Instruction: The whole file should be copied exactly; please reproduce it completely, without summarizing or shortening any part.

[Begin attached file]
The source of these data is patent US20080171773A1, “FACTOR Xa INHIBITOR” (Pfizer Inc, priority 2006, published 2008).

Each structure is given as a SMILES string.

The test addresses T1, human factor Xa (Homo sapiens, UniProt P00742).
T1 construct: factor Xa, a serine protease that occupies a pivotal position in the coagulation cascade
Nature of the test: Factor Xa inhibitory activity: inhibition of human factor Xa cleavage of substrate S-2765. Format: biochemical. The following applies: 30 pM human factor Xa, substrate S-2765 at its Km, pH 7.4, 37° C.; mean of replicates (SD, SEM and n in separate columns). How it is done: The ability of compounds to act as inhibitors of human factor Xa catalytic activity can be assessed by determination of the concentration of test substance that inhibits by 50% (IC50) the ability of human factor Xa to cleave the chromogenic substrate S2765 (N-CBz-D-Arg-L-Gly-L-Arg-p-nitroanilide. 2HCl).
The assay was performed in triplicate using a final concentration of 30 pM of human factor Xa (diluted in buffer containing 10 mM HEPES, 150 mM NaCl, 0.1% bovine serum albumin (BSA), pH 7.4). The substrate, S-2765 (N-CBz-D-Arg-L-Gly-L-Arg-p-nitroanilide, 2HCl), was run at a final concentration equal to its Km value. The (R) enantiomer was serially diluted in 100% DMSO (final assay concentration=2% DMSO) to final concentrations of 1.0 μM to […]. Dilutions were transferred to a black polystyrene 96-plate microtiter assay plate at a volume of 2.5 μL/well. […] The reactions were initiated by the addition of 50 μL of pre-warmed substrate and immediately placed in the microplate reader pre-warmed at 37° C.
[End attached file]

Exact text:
The source of these data is patent US20080171773A1, “FACTOR Xa INHIBITOR” (Pfizer Inc, priority 2006, published 2008).

Each structure is given as a SMILES string.

The test addresses T1, human factor Xa (Homo sapiens, UniProt P00742).
T1 construct: factor Xa, a serine protease that occupies a pivotal position in the coagulation cascade
Nature of the test: Factor Xa inhibitory activity: inhibition of human factor Xa cleavage of substrate S-2765. Format: biochemical. The following applies: 30 pM human factor Xa, substrate S-2765 at its Km, pH 7.4, 37° C.; mean of replicates (SD, SEM and n in separate columns). How it is done: The ability of compounds to act as inhibitors of human factor Xa catalytic activity can be assessed by determination of the concentration of test substance that inhibits by 50% (IC50) the ability of human factor Xa to cleave the chromogenic substrate S2765 (N-CBz-D-Arg-L-Gly-L-Arg-p-nitroanilide. 2HCl).
The assay was performed in triplicate using a final concentration of 30 pM of human factor Xa (diluted in buffer containing 10 mM HEPES, 150 mM NaCl, 0.1% bovine serum albumin (BSA), pH 7.4). The substrate, S-2765 (N-CBz-D-Arg-L-Gly-L-Arg-p-nitroanilide, 2HCl), was run at a final concentration equal to its Km value. The (R) enantiomer was serially diluted in 100% DMSO (final assay concentration=2% DMSO) to final concentrations of 1.0 μM to […]. Dilutions were transferred to a black polystyrene 96-plate microtiter assay plate at a volume of 2.5 μL/well. […] The reactions were initiated by the addition of 50 μL of pre-warmed substrate and immediately placed in the microplate reader pre-warmed at 37° C.